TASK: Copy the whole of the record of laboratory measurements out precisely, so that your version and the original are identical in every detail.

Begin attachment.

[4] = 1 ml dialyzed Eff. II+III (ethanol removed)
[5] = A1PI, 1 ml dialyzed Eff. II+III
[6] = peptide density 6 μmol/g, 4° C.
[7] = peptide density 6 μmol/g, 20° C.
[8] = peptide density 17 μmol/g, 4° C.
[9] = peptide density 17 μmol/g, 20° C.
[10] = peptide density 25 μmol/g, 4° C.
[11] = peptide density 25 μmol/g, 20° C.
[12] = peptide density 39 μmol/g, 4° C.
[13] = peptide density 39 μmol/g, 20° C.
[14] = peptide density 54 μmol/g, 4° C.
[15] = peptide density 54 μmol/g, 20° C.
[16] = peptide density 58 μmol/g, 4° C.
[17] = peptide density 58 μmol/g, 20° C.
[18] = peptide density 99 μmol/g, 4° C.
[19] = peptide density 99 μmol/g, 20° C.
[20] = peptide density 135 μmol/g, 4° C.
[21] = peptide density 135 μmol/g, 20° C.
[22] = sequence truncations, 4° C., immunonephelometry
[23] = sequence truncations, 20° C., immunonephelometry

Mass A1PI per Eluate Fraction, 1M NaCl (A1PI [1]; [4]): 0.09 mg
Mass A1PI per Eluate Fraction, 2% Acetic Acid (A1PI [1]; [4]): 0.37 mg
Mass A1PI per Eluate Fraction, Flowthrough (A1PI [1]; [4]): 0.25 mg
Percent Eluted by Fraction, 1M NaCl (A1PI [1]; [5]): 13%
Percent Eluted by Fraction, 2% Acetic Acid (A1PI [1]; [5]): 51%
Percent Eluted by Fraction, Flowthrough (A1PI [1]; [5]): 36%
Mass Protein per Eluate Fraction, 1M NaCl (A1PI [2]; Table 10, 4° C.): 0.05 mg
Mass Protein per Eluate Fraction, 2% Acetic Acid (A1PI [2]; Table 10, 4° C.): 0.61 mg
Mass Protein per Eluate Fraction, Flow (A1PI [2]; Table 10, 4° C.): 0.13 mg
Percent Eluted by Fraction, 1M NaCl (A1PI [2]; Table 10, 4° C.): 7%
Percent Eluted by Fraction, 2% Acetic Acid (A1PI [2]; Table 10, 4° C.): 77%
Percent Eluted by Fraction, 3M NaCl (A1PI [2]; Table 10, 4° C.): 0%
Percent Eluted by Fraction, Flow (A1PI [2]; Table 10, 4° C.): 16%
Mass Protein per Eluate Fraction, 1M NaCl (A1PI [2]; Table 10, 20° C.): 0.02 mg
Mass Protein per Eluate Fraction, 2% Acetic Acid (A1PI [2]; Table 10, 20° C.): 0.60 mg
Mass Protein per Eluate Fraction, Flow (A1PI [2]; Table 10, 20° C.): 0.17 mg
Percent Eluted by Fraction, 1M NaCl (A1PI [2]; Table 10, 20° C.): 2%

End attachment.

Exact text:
[4] = 1 ml dialyzed Eff. II+III (ethanol removed)
[5] = A1PI, 1 ml dialyzed Eff. II+III
[6] = peptide density 6 μmol/g, 4° C.
[7] = peptide density 6 μmol/g, 20° C.
[8] = peptide density 17 μmol/g, 4° C.
[9] = peptide density 17 μmol/g, 20° C.
[10] = peptide density 25 μmol/g, 4° C.
[11] = peptide density 25 μmol/g, 20° C.
[12] = peptide density 39 μmol/g, 4° C.
[13] = peptide density 39 μmol/g, 20° C.
[14] = peptide density 54 μmol/g, 4° C.
[15] = peptide density 54 μmol/g, 20° C.
[16] = peptide density 58 μmol/g, 4° C.
[17] = peptide density 58 μmol/g, 20° C.
[18] = peptide density 99 μmol/g, 4° C.
[19] = peptide density 99 μmol/g, 20° C.
[20] = peptide density 135 μmol/g, 4° C.
[21] = peptide density 135 μmol/g, 20° C.
[22] = sequence truncations, 4° C., immunonephelometry
[23] = sequence truncations, 20° C., immunonephelometry

Mass A1PI per Eluate Fraction, 1M NaCl (A1PI [1]; [4]): 0.09 mg
Mass A1PI per Eluate Fraction, 2% Acetic Acid (A1PI [1]; [4]): 0.37 mg
Mass A1PI per Eluate Fraction, Flowthrough (A1PI [1]; [4]): 0.25 mg
Percent Eluted by Fraction, 1M NaCl (A1PI [1]; [5]): 13%
Percent Eluted by Fraction, 2% Acetic Acid (A1PI [1]; [5]): 51%
Percent Eluted by Fraction, Flowthrough (A1PI [1]; [5]): 36%
Mass Protein per Eluate Fraction, 1M NaCl (A1PI [2]; Table 10, 4° C.): 0.05 mg
Mass Protein per Eluate Fraction, 2% Acetic Acid (A1PI [2]; Table 10, 4° C.): 0.61 mg
Mass Protein per Eluate Fraction, Flow (A1PI [2]; Table 10, 4° C.): 0.13 mg
Percent Eluted by Fraction, 1M NaCl (A1PI [2]; Table 10, 4° C.): 7%
Percent Eluted by Fraction, 2% Acetic Acid (A1PI [2]; Table 10, 4° C.): 77%
Percent Eluted by Fraction, 3M NaCl (A1PI [2]; Table 10, 4° C.): 0%
Percent Eluted by Fraction, Flow (A1PI [2]; Table 10, 4° C.): 16%
Mass Protein per Eluate Fraction, 1M NaCl (A1PI [2]; Table 10, 20° C.): 0.02 mg
Mass Protein per Eluate Fraction, 2% Acetic Acid (A1PI [2]; Table 10, 20° C.): 0.60 mg
Mass Protein per Eluate Fraction, Flow (A1PI [2]; Table 10, 20° C.): 0.17 mg
Percent Eluted by Fraction, 1M NaCl (A1PI [2]; Table 10, 20° C.): 2%